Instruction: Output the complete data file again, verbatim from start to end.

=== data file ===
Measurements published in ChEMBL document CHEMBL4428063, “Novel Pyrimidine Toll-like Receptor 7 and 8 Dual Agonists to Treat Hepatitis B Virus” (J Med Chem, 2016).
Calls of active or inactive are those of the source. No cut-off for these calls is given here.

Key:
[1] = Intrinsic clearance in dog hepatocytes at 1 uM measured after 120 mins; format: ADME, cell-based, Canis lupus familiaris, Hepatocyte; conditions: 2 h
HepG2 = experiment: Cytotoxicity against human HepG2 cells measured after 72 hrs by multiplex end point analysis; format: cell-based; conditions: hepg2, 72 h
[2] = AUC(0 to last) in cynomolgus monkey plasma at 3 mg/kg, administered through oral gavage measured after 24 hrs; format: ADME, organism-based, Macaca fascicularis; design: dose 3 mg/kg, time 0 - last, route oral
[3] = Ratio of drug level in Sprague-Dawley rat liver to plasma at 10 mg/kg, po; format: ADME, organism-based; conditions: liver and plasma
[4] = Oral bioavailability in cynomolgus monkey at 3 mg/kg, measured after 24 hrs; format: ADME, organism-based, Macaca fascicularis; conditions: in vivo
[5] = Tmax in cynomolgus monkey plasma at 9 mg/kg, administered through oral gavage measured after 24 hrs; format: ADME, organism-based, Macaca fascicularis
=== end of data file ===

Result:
Measurements published in ChEMBL document CHEMBL4428063, “Novel Pyrimidine Toll-like Receptor 7 and 8 Dual Agonists to Treat Hepatitis B Virus” (J Med Chem, 2016).
Calls of active or inactive are those of the source. No cut-off for these calls is given here.

Key:
[1] = Intrinsic clearance in dog hepatocytes at 1 uM measured after 120 mins; format: ADME, cell-based, Canis lupus familiaris, Hepatocyte; conditions: 2 h
HepG2 = experiment: Cytotoxicity against human HepG2 cells measured after 72 hrs by multiplex end point analysis; format: cell-based; conditions: hepg2, 72 h
[2] = AUC(0 to last) in cynomolgus monkey plasma at 3 mg/kg, administered through oral gavage measured after 24 hrs; format: ADME, organism-based, Macaca fascicularis; design: dose 3 mg/kg, time 0 - last, route oral
[3] = Ratio of drug level in Sprague-Dawley rat liver to plasma at 10 mg/kg, po; format: ADME, organism-based; conditions: liver and plasma
[4] = Oral bioavailability in cynomolgus monkey at 3 mg/kg, measured after 24 hrs; format: ADME, organism-based, Macaca fascicularis; conditions: in vivo
[5] = Tmax in cynomolgus monkey plasma at 9 mg/kg, administered through oral gavage measured after 24 hrs; format: ADME, organism-based, Macaca fascicularis